pMad is the solo music project of Irish singer-songwriter Paul Dillon, a lifelong lover of music who’s been involved in songwriting and performing for years. Based in County Galway, Paul was previously a member of the bands Starve the Barber and The Suicidal Dufflecoats, and currently a member of The Greeting, as well as his project pMad. His eclectic sound, which is a dramatic and fascinating blend of darkwave, post-punk, alternative and goth rock, is heavily influenced by some of his favorite acts like The Cure, The Sisters of Mercy, Sonic Youth, Suicidal Tendencies, The The and Tom Waits.
When the pandemic lockdowns impacted his and just about every other artists’ ability to make and perform music, Paul created a “The Best of Irish Indie” page on Facebook, in which he ran a series of ‘Best of Irish’ polls. The response was so positive, he was newly energized and inspired to rework and record some of his previously-written songs, along with some newly-written ones. Without ever being in the same room together, he took advantage of modern recording technologies to create a number of singles remotely in collaboration with Zedakube Recording (Ireland), Protonaut Studio (Germany) and Elith Mastering Labs (Mexico). He released his debut single “Who Am I” last December, then followed in February with “Medicine”, and “Broken” in April (which I reviewed in a Fresh New Tracks post). He subsequently dropped a six-track EP Broken in May, featuring four songs and two remixes, then another single “Horror” in June, and today returns with his latest single “Sisters“.
Like most of pMad’s songs, it’s dark, brooding and intense, but I loved “Sisters” upon my first listen. Even my husband, who’s not much into goth or alternative rock, liked it the moment he heard it. What a magnificent song it is, driven by a deep, chugging bassline, and awash in ominous darkwave synths, layered guitars and pulsating drums. There are so many brilliant instrumental textures and elements, such as the contrasting shimmery and gnarly, reverb-soaked guitars and dramatic swirling synths, all creating a darkly beautiful cinematic soundscape for pMad’s arresting monotone vocals that come across as simultaneously menacing and hopeful.
About “Sisters”, pMad says it speaks of “those we love gone too soon. They don’t go away very far, they walk beside us every day… having left such an impression on us! They are still loved, still missed and a very important influence on our lives.” He elaborated further in an interview for the NenesButler Presents Music blog: “The inspiration for ‘Sisters’ was my youngest sister Keira who just dropped dead one day! Too young and too good to die, yet she did. We mourned, but the world will spin with you or without you. So, life goes on but she left an indelible mark in my life, like my father and relations and friends that have died. She was a cool, calm character and had some great sayings and thoughts on life. Of course, like me and any of us, she was not perfect, and had a few of her own demons to conquer too. She always saw the good in people, [and] the one great thing she always said, if someone was mean to her or anyone, was ‘be kind to them, you don’t know what they are going through right now’.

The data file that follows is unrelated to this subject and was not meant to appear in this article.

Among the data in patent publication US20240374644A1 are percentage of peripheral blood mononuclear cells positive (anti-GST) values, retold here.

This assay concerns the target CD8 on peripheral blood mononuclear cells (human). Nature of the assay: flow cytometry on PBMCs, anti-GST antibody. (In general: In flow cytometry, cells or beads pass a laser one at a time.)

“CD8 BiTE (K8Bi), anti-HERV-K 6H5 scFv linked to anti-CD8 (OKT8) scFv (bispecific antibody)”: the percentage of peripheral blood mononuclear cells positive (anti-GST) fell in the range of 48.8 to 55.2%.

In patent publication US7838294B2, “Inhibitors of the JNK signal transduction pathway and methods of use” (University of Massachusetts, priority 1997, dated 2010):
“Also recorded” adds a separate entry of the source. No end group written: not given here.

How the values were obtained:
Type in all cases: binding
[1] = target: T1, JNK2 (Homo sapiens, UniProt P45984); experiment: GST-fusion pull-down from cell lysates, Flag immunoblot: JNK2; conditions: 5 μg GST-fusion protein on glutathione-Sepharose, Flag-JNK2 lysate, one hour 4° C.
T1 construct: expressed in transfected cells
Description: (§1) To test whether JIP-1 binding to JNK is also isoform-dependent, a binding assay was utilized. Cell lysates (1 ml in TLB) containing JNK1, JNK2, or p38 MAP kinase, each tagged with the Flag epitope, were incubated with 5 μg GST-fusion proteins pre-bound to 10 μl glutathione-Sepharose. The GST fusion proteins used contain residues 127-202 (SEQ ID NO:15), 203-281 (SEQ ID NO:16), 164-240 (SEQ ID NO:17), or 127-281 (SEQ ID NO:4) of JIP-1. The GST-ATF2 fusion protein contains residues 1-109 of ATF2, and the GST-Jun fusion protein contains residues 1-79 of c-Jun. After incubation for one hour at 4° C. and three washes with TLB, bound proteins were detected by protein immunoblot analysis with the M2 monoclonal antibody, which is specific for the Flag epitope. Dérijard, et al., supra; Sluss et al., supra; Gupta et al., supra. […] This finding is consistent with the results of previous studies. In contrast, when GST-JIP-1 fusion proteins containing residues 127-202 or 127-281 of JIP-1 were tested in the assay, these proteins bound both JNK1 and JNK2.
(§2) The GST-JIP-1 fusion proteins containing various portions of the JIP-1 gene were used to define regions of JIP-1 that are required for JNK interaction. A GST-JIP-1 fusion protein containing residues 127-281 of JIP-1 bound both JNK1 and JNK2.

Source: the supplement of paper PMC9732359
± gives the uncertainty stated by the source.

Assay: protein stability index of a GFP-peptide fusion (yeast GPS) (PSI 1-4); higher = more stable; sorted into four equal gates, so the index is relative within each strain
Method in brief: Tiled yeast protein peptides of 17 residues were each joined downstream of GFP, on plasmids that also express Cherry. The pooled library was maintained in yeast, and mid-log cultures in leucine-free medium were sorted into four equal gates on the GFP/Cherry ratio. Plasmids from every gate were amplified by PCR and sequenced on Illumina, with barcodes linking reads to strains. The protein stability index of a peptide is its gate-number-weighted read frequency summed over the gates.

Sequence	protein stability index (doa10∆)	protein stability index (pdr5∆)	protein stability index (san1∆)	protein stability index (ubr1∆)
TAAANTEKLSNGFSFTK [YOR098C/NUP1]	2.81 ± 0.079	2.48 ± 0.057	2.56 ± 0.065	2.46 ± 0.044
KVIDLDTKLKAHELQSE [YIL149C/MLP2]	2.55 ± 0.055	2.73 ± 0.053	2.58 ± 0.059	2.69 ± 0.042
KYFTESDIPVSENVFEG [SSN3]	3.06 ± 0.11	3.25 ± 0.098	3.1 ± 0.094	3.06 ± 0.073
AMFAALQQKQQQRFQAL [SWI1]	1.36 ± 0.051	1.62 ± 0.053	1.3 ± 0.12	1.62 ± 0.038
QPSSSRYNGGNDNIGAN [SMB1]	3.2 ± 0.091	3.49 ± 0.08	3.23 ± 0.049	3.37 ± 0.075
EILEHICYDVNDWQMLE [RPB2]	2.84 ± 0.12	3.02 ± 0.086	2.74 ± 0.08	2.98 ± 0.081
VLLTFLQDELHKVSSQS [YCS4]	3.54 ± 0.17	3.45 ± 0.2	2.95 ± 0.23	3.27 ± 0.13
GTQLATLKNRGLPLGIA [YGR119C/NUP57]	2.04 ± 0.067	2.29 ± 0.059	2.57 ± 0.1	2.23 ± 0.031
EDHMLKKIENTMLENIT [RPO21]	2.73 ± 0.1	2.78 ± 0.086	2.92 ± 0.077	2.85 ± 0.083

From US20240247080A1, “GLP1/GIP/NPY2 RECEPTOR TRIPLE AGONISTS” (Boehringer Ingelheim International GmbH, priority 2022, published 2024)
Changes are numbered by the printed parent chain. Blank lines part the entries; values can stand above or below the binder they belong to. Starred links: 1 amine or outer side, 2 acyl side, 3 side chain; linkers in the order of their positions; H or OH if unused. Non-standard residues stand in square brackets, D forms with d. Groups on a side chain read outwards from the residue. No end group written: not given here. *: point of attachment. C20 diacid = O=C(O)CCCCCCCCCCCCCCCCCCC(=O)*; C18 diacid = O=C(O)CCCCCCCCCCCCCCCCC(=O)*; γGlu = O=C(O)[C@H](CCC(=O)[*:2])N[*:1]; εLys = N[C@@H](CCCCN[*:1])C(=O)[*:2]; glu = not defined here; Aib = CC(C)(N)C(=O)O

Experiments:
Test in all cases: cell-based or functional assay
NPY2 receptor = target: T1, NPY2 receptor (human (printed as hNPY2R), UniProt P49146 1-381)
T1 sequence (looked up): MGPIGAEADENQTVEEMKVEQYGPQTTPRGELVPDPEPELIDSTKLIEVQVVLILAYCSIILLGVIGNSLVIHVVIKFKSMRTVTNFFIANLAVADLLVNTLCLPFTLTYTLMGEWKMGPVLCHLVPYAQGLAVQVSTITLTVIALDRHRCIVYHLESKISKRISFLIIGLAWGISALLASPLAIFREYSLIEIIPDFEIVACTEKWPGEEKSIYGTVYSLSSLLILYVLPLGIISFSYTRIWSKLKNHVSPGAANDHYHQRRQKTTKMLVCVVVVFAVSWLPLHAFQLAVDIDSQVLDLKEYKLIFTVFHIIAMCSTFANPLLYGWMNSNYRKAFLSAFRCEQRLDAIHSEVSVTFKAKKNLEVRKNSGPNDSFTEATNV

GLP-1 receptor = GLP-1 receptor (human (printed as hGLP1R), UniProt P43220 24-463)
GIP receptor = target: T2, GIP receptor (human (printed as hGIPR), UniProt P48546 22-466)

“Sisters” is fantastic, and I think it’s the best single released yet by pMad! He plans on dropping more singles in the coming months, and his album Who Why Where What is scheduled for release in November.
The fabulous artwork for the single was created by Little Bird Design.
Follow pMad: Facebook / Twitter / Instagram
Stream his music: Spotify / Apple Music / Soundcloud / YouTube
4 thoughts on “pMad – Single Review: “Sisters””
So cool when a positive response from social media re-energizes an artist!
LikeLiked by 2 people
Yes, proving there’s a positive and beneficial side to social media!
LikeLiked by 2 people
While for somebody with a stubborn pop ear who can’t escape looking for catchy melodies and/or great vocals this tune clearly falls outside my core wheelhouse, after listening to the track a few times, I have to say there is still something about it. To me that something probably is the sound more than Dillon’s singing.
LikeLiked by 1 person
Wow, such a sad inspiration for a nice track. Love the artwork!
LikeLiked by 1 person